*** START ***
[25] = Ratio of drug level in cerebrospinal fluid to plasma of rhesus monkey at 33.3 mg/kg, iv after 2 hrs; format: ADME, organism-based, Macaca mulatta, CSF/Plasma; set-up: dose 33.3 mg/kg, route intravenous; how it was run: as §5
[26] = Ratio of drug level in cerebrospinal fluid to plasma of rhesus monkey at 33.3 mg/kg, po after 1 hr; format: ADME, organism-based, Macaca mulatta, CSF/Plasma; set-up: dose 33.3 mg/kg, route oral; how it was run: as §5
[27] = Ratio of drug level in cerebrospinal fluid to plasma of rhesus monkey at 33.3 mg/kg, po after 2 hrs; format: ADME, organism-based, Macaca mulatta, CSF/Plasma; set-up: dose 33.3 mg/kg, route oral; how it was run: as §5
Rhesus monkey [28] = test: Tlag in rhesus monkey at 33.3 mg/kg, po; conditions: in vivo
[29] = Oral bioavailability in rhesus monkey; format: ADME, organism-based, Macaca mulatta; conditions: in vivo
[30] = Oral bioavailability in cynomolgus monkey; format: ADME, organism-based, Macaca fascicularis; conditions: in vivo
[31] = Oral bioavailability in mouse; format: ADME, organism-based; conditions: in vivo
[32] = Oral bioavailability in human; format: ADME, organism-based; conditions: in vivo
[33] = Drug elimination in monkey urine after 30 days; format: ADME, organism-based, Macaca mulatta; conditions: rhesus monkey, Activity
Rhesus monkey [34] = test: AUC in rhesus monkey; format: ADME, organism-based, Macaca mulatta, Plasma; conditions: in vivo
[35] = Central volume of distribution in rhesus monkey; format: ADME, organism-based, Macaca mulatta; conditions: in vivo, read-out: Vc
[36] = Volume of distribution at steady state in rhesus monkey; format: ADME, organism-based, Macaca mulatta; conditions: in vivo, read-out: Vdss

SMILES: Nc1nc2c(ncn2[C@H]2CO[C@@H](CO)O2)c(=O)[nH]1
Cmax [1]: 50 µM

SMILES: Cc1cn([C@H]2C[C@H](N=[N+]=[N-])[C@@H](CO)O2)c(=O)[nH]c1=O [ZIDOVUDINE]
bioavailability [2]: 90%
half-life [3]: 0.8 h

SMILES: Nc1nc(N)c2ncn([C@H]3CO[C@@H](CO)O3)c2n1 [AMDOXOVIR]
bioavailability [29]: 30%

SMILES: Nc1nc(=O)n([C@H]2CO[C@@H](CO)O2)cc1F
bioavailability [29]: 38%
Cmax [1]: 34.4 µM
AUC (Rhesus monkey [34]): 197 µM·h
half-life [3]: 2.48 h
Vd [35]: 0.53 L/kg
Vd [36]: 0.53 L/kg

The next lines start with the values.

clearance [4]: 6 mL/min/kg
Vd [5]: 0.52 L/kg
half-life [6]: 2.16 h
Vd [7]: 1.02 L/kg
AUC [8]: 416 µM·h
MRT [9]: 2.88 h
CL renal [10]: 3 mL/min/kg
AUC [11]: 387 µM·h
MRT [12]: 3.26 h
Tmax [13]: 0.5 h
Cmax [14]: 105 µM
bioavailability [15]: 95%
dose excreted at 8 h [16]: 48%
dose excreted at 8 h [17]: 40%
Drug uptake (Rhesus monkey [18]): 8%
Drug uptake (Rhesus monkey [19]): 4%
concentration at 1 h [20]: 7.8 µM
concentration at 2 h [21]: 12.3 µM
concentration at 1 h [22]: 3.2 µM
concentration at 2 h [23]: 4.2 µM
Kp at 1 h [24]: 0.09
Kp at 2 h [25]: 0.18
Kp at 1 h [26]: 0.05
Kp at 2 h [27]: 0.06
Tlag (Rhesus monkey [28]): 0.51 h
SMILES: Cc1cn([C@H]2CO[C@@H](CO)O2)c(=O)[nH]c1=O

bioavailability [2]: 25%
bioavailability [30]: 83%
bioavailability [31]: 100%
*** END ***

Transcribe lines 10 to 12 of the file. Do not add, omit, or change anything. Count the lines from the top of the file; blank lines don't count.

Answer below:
Rhesus monkey [34] = test: AUC in rhesus monkey; format: ADME, organism-based, Macaca mulatta, Plasma; conditions: in vivo
[35] = Central volume of distribution in rhesus monkey; format: ADME, organism-based, Macaca mulatta; conditions: in vivo, read-out: Vc
[36] = Volume of distribution at steady state in rhesus monkey; format: ADME, organism-based, Macaca mulatta; conditions: in vivo, read-out: Vdss